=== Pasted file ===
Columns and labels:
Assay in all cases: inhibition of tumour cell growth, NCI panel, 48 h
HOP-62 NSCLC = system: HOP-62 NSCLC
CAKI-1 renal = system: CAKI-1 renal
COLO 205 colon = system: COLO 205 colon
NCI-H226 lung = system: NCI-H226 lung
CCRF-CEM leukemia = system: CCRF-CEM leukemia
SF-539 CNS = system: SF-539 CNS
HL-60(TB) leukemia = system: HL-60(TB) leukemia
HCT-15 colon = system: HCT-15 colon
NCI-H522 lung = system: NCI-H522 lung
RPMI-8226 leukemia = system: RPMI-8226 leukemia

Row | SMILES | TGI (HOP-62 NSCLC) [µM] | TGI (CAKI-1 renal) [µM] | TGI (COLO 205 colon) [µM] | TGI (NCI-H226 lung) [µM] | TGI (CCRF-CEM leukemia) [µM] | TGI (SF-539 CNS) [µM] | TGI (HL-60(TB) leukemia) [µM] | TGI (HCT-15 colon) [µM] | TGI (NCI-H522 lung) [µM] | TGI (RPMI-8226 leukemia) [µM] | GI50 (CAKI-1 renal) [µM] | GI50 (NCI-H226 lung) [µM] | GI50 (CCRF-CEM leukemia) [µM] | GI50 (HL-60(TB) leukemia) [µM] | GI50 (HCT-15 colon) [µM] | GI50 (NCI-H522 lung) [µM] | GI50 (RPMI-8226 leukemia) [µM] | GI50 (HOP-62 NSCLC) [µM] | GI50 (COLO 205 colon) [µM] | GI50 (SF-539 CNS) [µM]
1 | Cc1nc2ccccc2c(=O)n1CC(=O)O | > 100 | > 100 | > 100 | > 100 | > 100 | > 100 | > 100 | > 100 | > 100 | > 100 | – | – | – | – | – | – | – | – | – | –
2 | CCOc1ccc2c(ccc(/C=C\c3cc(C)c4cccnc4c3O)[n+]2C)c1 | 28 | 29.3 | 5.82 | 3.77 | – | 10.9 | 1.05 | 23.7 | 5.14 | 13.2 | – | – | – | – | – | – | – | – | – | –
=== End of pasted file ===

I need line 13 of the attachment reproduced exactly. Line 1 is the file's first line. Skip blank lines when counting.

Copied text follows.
Row | SMILES | TGI (HOP-62 NSCLC) [µM] | TGI (CAKI-1 renal) [µM] | TGI (COLO 205 colon) [µM] | TGI (NCI-H226 lung) [µM] | TGI (CCRF-CEM leukemia) [µM] | TGI (SF-539 CNS) [µM] | TGI (HL-60(TB) leukemia) [µM] | TGI (HCT-15 colon) [µM] | TGI (NCI-H522 lung) [µM] | TGI (RPMI-8226 leukemia) [µM] | GI50 (CAKI-1 renal) [µM] | GI50 (NCI-H226 lung) [µM] | GI50 (CCRF-CEM leukemia) [µM] | GI50 (HL-60(TB) leukemia) [µM] | GI50 (HCT-15 colon) [µM] | GI50 (NCI-H522 lung) [µM] | GI50 (RPMI-8226 leukemia) [µM] | GI50 (HOP-62 NSCLC) [µM] | GI50 (COLO 205 colon) [µM] | GI50 (SF-539 CNS) [µM]